And add to this that as the supply constraints ease, year-over-year comparisons to the abnormal pandemic era are subsiding (May 2020 marked the pandemic low in the price index), the $300 federal enhanced unemployment benefit is expiring (many states have already ended it), many employers are re-opening offices, and school will soon be back in session.

However, while inflation might prove to be transitory, the longer-term path of inflation is still unclear and could depend on economic policy decisions yet to be made. Consider this. Inflation has been rising since last June, and yet the Fed has not changed policy one iota. It has been running monetary policy full steam ahead during rising inflationary pressures. Adjusting for inflation, monetary policy has become easier as the real Fed Funds rate (adjusted for inflation) has fallen from -1.1% to -4.4%. This is the result of their new policy framework not to raise interest rates preemptively but to seek maximum employment and deal with inflation later.

Given that “inflation is always and everywhere a monetary phenomenon” as famously said by Nobel laureate Milton Friedman, our goal as your advisor is to construct a risk-appropriate portfolio that will withstand any one of numerous economic scenarios that may unfold, including a scenario of high inflation.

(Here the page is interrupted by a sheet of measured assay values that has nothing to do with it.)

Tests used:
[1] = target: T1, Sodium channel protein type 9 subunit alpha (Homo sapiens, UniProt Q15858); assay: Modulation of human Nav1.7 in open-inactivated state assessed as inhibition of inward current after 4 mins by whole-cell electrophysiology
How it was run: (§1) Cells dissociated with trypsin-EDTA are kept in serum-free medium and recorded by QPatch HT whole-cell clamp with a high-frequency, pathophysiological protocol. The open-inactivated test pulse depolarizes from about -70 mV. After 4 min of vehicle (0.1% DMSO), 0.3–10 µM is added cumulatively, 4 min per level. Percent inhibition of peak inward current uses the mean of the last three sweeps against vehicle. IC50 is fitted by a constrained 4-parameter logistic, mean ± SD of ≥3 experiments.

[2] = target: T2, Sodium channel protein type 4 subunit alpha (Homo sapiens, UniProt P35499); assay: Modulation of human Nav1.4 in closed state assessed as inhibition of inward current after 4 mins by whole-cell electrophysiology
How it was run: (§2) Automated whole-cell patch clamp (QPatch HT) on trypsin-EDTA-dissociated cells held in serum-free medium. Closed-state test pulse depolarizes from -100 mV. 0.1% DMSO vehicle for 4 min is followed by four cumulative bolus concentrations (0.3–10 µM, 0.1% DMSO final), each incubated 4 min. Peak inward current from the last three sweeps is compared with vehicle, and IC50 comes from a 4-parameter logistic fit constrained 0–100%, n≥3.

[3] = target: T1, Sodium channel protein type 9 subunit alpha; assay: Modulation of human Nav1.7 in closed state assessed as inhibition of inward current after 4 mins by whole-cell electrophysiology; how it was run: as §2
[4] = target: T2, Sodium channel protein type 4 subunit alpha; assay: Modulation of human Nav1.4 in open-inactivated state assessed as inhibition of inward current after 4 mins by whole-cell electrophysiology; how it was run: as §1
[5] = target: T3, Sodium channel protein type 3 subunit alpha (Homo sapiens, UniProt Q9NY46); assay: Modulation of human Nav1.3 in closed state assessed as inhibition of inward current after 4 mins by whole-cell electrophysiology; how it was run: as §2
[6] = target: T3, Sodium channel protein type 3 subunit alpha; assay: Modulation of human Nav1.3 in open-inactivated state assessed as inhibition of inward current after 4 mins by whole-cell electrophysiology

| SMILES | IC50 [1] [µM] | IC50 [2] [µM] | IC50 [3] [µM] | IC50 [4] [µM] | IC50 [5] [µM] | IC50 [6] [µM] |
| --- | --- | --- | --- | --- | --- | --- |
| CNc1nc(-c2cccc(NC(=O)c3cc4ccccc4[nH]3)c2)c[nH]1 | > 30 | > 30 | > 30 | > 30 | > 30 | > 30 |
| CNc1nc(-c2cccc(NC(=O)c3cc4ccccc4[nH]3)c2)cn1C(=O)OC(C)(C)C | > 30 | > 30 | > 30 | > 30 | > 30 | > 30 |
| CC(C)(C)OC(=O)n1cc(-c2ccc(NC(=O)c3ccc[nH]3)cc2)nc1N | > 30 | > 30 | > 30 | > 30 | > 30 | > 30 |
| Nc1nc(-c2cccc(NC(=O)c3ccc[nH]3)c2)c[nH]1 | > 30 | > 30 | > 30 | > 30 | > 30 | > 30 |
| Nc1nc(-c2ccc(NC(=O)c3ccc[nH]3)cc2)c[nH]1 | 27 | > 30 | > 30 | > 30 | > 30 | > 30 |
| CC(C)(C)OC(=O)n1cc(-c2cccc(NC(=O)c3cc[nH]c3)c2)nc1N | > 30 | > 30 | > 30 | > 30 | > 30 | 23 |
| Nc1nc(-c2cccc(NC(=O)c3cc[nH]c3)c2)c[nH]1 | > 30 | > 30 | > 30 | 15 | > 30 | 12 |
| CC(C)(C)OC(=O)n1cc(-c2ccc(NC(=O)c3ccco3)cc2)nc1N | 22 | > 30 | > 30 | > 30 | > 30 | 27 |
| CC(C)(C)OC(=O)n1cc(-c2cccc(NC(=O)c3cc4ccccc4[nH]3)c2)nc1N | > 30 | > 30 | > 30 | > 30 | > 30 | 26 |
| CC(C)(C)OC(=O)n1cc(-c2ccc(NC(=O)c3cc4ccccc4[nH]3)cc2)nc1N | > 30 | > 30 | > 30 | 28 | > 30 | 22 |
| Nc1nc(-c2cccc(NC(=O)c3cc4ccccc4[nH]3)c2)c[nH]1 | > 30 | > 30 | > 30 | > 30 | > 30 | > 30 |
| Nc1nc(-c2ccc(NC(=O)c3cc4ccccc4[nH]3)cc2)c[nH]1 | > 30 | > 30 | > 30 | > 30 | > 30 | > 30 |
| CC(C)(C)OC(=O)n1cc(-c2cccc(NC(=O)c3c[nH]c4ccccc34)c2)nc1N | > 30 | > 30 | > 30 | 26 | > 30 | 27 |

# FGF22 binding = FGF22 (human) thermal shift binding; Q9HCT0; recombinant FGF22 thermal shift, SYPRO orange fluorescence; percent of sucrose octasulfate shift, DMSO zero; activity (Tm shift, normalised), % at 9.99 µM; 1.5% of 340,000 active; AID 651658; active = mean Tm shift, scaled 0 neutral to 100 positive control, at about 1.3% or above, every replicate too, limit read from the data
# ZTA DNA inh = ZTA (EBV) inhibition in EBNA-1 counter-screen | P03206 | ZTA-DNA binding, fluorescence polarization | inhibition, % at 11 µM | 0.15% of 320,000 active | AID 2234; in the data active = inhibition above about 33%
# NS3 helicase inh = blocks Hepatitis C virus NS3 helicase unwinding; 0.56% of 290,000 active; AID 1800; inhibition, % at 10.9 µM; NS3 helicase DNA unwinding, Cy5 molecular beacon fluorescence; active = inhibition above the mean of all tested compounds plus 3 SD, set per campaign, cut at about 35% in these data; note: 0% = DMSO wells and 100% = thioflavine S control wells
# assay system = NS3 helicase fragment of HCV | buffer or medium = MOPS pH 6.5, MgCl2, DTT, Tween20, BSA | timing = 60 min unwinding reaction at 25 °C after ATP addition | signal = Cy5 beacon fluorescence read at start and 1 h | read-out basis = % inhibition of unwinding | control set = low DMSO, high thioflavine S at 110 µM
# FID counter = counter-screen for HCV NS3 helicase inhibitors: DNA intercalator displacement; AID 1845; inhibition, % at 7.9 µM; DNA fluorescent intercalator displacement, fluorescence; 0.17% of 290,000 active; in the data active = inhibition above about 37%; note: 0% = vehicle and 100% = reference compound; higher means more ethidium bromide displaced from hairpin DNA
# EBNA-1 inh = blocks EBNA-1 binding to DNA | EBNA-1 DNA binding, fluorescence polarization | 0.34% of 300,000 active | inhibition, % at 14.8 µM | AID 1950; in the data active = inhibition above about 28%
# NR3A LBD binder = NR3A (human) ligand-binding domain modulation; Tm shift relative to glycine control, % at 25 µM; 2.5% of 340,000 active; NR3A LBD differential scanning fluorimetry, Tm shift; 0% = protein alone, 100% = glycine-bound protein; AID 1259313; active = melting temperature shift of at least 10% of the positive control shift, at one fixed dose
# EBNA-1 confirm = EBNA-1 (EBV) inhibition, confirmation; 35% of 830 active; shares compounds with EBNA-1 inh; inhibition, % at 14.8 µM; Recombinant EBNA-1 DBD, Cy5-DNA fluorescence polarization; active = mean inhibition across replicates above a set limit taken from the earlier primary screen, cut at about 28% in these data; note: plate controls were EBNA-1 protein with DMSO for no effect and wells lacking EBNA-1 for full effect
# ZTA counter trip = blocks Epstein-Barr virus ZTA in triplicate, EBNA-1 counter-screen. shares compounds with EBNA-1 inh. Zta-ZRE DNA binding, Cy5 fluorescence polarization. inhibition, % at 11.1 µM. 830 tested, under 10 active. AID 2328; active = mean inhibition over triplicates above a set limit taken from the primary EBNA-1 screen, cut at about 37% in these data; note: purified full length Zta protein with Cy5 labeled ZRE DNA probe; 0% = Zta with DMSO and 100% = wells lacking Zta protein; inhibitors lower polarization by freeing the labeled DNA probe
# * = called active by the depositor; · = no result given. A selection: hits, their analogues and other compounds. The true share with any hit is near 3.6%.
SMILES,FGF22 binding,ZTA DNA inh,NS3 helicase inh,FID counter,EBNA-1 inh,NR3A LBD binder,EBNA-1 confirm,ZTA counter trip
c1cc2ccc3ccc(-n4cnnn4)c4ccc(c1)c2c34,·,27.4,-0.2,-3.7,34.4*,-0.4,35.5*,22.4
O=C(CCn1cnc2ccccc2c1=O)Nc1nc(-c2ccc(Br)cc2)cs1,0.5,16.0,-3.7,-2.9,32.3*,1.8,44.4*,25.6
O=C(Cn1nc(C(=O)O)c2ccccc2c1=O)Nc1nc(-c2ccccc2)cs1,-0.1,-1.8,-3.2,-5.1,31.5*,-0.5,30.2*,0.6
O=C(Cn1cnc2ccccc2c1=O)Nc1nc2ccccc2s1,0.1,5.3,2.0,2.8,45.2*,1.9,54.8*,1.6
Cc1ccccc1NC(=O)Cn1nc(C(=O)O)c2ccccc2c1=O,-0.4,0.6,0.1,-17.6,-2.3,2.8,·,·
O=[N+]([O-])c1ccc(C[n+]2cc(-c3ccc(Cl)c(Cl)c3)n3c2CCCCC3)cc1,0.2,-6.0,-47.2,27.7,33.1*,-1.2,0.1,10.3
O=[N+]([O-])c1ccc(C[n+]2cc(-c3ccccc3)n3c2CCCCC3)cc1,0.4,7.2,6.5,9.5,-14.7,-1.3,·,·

One of my favorite quotes is attributed to Roman philosopher Seneca: “Luck is what happens when preparation meets opportunity.” At BFSG, we had already prepared our portfolio for an inflation scenario before coming into this year by reducing our exposure to long-term bonds, holding Treasury Inflation-Protected Securities (TIPS), initiating and adding to our gold position, holding international stocks denominated in foreign currencies, and having discussions with clients to reduce exorbitantly large cash reserves in low yielding savings accounts. We believe we will have an opportunity as inflation subsides over the next year to build these positions further and possibly add other real assets (i.e., real estate, natural resources, etc.). We believe our portfolios are prepared to meet the opportunity to enable our clients to withstand inflation and other challenges that will inevitably come our way.